NIST Cyber Security Framework

NIST first responder guidance: Balancing mobile security with response time

November 18, 2021 by Howard Poston

In August 2021, the National Institute of Standards and Technology (NIST) published another standard in its Special Publication (SP) 1800 series of documents designed to provide accessible cybersecurity solutions to problems. The new standard NIST SP 1800-13 is Mobile Application Single Sign-On: Improving Authentication for Public Safety First Responders.

The problem

This NIST special publication focuses on providing first responders with the information that they require. During an incident, first responders need prompt access to data, and agencies are increasingly taking advantage of smartphones and other mobile devices to provide access to this information.

The challenge is that the data that first responders require often includes sensitive information such as personally identifiable information (PII), law enforcement data, and protected health information (PHI). This information is protected by law, making it necessary to ensure that only authorized parties have access to it.

At the same time, peoples’ health, lives, and property is at risk during these incidents. Delayed responses caused by a first responder’s inability to gain prompt access to data can amplify the damage incurred during emergency scenarios.

The solutions

The 1800 series of NIST publications focuses on providing cybersecurity solutions to various problems. In this case, NIST demonstrated how three cybersecurity solutions could be applied to the problem of balancing accessibility and security of sensitive data for first responders.

Single sign-on

A major problem that first responders face is that they require access to various tools and databases to do their jobs. Security best practices state that users should have unique, strong passwords for each application and website.

The problem is that individually authenticating to each of these sites can be difficult and time-consuming. As a result, first responders may feel forced to choose between usability and security.

Single sign-on (SSO) provides a solution to this problem. With SSO, a first responder can authenticate once at the beginning of their shift to the system. Then, when the first responder attempts to access another tool or system, their authenticated can be securely passed to this system as well. By eliminating the need to memorize and enter multiple different passwords on different systems, SSO makes it possible to improve usability and speed access without compromising security.

Identity federation

First responders need to use multiple tools and databases to do their jobs. For example, a law enforcement officer may need to access data managed at the city, county, state, national and international levels. These tools and databases are often also owned by different agencies and organizations.

Each of these tools and databases is maintained by a different organization with its own access rules. SSO on its own does not provide a solution to this problem because SSO is designed to centralize authentication within a particular environment. With many different environments, no central authority exists to approve or deny requests.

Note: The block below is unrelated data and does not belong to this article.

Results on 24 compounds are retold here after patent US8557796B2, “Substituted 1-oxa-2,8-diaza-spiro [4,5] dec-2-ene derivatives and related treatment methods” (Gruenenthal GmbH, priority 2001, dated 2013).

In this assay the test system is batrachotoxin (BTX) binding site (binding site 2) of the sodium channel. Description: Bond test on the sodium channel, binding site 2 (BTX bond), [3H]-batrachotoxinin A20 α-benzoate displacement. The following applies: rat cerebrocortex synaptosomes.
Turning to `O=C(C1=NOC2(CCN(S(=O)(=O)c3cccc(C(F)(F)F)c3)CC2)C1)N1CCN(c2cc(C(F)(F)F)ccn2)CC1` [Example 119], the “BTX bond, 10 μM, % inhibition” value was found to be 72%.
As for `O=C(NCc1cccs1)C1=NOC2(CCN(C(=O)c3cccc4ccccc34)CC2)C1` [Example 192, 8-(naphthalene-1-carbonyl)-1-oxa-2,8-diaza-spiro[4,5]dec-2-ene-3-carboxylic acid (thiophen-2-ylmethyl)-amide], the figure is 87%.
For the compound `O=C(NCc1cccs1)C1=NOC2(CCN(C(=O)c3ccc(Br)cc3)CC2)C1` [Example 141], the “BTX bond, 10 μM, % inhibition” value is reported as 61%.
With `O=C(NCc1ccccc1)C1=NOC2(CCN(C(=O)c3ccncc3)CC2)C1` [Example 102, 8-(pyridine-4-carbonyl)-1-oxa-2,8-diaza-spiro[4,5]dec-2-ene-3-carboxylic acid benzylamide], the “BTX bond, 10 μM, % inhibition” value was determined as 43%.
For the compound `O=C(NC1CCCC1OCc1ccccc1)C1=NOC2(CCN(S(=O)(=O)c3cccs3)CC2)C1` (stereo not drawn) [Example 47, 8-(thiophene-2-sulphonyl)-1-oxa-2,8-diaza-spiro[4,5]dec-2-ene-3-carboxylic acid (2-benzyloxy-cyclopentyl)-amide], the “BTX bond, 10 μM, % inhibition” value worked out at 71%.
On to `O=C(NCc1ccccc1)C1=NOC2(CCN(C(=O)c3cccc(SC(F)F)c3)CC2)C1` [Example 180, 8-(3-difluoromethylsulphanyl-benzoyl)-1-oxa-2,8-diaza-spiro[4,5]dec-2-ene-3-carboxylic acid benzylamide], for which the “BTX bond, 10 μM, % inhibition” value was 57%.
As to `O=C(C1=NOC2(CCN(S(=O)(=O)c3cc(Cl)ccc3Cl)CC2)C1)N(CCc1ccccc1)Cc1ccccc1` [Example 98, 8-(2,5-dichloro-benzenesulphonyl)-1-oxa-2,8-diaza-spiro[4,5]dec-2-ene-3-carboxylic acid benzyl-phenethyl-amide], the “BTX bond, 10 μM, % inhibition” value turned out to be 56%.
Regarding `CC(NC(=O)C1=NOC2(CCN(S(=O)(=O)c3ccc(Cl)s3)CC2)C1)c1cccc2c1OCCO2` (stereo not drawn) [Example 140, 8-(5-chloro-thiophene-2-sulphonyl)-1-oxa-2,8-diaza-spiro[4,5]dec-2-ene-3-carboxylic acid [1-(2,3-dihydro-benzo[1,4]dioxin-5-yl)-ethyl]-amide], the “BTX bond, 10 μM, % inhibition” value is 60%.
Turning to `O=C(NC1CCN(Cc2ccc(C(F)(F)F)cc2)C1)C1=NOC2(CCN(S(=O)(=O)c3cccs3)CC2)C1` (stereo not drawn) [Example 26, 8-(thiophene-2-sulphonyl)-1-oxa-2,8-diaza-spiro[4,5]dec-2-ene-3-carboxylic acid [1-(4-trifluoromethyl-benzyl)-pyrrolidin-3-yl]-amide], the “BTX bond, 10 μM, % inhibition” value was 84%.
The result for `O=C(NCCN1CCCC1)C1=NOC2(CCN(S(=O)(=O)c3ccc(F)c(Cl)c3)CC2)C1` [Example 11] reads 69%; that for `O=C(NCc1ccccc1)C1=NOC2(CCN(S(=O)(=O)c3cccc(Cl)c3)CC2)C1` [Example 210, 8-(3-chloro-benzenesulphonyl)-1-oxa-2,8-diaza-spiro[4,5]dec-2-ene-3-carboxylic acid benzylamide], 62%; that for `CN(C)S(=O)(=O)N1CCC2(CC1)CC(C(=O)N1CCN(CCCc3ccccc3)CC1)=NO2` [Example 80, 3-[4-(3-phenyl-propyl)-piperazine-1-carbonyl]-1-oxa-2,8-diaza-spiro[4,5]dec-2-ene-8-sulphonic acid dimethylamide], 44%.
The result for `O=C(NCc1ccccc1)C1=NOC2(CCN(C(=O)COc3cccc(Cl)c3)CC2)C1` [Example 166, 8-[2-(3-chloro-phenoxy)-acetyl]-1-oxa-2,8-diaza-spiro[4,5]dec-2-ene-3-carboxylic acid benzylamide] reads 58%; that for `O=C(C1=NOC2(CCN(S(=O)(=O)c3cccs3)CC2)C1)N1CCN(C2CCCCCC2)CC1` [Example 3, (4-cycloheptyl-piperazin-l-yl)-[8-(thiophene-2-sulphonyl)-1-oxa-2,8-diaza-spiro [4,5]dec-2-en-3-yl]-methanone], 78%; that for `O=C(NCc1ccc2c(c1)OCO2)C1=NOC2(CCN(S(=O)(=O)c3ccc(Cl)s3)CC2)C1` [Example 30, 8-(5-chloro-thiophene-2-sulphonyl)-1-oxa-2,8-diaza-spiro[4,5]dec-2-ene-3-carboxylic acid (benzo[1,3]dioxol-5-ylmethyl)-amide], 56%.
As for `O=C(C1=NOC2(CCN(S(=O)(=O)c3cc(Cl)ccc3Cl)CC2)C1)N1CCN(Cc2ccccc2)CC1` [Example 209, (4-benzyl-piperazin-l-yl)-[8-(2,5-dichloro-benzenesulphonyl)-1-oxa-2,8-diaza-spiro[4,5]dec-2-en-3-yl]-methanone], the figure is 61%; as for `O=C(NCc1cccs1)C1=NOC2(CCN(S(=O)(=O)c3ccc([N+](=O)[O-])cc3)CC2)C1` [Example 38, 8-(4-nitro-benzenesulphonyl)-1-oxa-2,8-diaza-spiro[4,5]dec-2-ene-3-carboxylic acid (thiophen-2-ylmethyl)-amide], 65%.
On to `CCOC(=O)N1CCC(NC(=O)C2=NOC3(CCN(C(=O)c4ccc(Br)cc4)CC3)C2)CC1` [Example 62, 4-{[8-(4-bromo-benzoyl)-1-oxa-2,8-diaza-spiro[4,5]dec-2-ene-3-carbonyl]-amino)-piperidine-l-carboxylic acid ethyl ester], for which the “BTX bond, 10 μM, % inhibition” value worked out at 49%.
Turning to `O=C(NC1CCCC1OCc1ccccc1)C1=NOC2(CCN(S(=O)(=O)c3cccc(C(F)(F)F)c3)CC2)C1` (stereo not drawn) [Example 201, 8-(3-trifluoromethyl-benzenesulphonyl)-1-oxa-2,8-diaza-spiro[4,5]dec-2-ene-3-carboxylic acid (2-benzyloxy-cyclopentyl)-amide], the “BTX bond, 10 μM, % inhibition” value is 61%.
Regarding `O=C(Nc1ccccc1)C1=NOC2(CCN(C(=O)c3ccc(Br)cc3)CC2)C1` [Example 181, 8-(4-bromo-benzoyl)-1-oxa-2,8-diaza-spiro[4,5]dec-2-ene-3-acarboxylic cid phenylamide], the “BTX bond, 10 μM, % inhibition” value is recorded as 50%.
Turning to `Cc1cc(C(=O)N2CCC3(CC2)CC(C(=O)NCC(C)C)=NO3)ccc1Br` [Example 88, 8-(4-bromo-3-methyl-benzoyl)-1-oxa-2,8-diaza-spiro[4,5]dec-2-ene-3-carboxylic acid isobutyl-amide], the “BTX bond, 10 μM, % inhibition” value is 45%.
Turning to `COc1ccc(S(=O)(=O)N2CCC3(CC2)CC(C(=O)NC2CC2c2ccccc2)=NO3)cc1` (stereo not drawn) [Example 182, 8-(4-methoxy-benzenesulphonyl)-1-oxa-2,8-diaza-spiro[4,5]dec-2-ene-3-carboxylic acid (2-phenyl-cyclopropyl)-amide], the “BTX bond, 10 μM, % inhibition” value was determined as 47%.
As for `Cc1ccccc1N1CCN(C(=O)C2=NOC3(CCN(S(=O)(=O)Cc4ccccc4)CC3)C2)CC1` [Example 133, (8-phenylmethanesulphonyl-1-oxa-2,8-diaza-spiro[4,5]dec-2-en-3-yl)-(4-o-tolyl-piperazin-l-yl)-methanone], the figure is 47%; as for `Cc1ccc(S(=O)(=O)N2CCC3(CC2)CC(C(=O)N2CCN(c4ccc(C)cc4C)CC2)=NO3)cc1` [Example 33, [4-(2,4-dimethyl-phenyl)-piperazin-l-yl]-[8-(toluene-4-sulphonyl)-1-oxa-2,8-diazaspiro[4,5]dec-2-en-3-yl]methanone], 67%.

Federation allows user identities to be passed between and trusted by different organizations. For example, once a law enforcement officer’s identity has been verified at the local level, this verified identity can be transmitted to other organizations when the officer requests access to their systems. Access can then be permitted or denied based on access controls without revalidating that the officer is who they claim to be. For this reason, NIST recommends the use of an identity federation for first responders.

Multi-factor authentication

SSO and identity federation are designed to eliminate unnecessary authentication steps for first responders. However, the underlying assumption is that the initial authentication process has accurately verified the user’s identity.

The types of data that first responders access requires strong authentication, and password-based authentication is not enough. Poor password security is a common problem, and passwords are commonly leaked or guessed.

By providing recommendations for implementing multi-factor authentication (MFA), NIST provides a solution to this problem. With MFA, first responders must authenticate using multiple factors such as a password and a digital certificate stored on an ID badge. By requiring a user to both know a password and have a physical credential in their possession, MFA increases the strength of the user authentication process.

Providing solutions to first responders’ problems

NIST SP 1800-13 does not only provide recommended solutions it also offers guidance for implementing them. This publication was drafted with Ping Identity, Motorola Solutions, Yubico, Nok Nok Labs and StrongKey.

Each of these organizations submitted information about their capabilities regarding federation servers, mobile apps, external authenticators, fast identity online (FIDO) universal authentication framework (UAF) servers and FIDO universal second factor (U2F) servers, respectively. The NIST report describes exactly how to use these capabilities to solve the challenge faced by first responders, making strong cybersecurity accessible.



Posted: November 18, 2021
Howard Poston
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Howard Poston is a cybersecurity researcher with a background in blockchain, cryptography and malware analysis. He has a master's degree in Cyber Operations from the Air Force Institute of Technology and two years of experience in cybersecurity research and development at Sandia National Labs. He currently works as a freelance consultant providing training and content creation for cyber and blockchain security.